Please join the School of Aquatic and Fishery Sciences for its Spring Seminar Series. The SAFS seminar series consists of weekly presentations by eminent academics, prospective faculty members and the School’s own faculty members. Seminars are free and open to the public.
Thursday, April 9, 2015 at 4 PM
Social immediately follows
University of Washington
Fishery Sciences Building
1122 NE Boat Street
Seattle, Washington (map)
View the full seminar schedule.
For more information, please contact SAFS Front Desk, email@example.com, or 206-543-4270.
PROF. JULIAN OLDEN
Fish out of water: Will freshwater fishes keep pace with climate change?
In the coming decade, the survival of species will in part depend on their abilities to track geographic changes in suitable climates. My presentation explores whether freshwater fish species will be able to keep pace with projected climate warming in the 21st century through the lens of two case studies. First, we head to southwestern United States where I illustrate how more frequent and severe droughts associated with climate change are poised to significantly alter flow intermittence patterns and hydrologic connectivity in dryland streams, with deleterious effects on highly endangered fishes.. Second, I zoom out and investigate the ability of freshwater fishes of the United States to keep pace with projected climatic changes. By quantifying the velocity of climate change and species-specific dispersal abilities I show that freshwater fishes will be required to disperse considerable distances to maintain their current temperature conditions. Many species lack the dispersal rates to achieve the required distances, and large dams and diversions will only serve to worsen the situation. Non-native fish species show, on average, five times greater dispersal ability compared to native species suggesting that introduced species may be better poised to respond to climate change.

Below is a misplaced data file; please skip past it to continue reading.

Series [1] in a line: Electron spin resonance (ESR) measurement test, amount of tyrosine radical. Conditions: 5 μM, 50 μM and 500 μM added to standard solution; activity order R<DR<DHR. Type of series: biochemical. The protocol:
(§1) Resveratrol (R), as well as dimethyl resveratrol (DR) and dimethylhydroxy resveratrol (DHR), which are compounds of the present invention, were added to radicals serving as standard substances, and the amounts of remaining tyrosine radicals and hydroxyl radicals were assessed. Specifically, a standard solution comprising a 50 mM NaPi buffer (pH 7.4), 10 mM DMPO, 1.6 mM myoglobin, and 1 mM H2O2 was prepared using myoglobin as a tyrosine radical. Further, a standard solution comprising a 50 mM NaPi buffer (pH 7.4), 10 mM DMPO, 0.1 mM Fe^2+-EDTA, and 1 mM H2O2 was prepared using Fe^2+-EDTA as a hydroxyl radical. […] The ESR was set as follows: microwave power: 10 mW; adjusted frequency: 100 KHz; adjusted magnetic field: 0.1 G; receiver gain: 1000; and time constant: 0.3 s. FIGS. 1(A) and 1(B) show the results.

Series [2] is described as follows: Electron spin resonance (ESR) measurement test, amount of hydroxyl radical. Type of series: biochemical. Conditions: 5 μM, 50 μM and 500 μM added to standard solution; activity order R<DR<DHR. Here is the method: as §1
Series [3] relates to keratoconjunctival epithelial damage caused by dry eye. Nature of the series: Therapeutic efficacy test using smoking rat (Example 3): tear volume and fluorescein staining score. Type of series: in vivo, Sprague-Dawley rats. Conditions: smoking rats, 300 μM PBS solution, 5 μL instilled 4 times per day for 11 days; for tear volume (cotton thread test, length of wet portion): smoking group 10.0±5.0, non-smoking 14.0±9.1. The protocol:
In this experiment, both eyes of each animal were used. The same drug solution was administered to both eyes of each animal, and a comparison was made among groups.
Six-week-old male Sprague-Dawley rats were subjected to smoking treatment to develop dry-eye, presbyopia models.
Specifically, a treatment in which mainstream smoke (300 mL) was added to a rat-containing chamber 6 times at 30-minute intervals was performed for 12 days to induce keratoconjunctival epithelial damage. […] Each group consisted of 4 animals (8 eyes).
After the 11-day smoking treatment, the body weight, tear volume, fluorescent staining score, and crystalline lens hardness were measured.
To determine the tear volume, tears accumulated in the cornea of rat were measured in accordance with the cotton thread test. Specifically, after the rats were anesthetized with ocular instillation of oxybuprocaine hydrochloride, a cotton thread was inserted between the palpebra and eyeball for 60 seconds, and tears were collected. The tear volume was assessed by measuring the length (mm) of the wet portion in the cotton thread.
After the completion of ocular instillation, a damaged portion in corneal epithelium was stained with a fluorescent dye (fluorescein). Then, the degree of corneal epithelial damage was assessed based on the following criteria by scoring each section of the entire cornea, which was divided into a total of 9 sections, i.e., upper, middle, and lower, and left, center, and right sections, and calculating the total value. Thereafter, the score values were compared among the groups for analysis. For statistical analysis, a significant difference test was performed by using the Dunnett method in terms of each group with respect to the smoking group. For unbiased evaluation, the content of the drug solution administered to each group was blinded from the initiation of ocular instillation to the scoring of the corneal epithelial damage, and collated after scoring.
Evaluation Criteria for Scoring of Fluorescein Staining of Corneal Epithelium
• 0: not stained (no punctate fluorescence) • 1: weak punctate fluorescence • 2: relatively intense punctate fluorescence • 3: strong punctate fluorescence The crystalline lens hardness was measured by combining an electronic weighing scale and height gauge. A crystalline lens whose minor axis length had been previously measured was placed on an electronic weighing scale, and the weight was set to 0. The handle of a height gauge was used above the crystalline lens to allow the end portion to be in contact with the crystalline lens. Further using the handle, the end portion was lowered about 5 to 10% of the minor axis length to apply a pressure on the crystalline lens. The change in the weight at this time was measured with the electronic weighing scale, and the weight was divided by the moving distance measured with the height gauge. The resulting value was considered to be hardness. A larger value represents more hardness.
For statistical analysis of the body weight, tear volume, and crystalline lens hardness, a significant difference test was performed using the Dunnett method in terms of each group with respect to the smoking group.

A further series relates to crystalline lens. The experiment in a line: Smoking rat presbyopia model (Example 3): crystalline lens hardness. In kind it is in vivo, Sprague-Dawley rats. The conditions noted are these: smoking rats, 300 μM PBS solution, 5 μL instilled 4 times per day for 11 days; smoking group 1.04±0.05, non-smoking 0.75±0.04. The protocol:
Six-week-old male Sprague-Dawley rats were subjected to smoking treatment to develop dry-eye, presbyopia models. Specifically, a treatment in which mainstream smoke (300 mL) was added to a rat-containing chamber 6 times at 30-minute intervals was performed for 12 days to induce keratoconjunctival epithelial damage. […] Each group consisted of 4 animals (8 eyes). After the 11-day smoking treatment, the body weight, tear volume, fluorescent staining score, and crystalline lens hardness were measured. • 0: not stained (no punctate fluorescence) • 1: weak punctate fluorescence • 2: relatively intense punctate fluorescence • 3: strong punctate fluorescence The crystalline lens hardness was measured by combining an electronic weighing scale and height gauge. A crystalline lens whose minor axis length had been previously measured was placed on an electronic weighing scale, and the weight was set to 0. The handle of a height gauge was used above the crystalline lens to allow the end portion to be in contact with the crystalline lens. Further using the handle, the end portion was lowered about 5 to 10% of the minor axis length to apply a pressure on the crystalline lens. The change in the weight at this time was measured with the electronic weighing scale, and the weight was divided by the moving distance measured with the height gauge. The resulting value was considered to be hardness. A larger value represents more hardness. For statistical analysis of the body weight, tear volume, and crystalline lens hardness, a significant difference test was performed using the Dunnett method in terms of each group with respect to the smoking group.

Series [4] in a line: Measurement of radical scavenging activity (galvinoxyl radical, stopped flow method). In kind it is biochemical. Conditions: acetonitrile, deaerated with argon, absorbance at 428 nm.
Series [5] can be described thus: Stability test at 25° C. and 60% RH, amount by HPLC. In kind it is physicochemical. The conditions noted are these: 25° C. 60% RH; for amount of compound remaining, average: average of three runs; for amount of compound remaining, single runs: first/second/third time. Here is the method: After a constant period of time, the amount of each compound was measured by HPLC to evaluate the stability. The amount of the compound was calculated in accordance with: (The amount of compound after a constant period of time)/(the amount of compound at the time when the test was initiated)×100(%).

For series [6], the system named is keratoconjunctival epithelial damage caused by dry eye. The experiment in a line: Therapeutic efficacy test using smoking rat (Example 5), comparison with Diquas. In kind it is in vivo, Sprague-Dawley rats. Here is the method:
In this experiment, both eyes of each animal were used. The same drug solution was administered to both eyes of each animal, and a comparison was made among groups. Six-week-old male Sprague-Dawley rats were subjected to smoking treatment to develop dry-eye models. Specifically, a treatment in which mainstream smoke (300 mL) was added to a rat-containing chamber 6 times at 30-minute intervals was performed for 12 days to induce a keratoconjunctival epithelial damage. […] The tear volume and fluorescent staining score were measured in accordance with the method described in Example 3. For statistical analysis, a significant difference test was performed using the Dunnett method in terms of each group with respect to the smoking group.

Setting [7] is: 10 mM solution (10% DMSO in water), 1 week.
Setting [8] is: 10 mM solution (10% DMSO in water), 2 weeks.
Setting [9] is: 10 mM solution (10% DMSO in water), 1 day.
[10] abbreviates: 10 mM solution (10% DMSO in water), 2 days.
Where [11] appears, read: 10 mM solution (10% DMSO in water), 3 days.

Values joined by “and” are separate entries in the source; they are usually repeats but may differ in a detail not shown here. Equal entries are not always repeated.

ABOUT PROF. OLDEN
Julian Olden’s research focuses on the ecology and biogeography of freshwater ecosystems, in particular the conservation of native fish biodiversity inlight of environmental change (predominantly dam fragmentation and river regulation) and invasions by non-indigenous species. This research is multi-faceted and draws upon a diverse array of disciplines including conservation biology, invasion biology, quantitative ecology, landscape ecology, biogeography, community ecology, hydrology and fisheries. Ongoing research is being conducted in Arizona, Washington, Oregon and Wisconsin, and in river systems of Australia. Prof. Olden’s research aims to integrate science-based approaches with “on-the-ground” management strategies in order to address pressing conservation questions.
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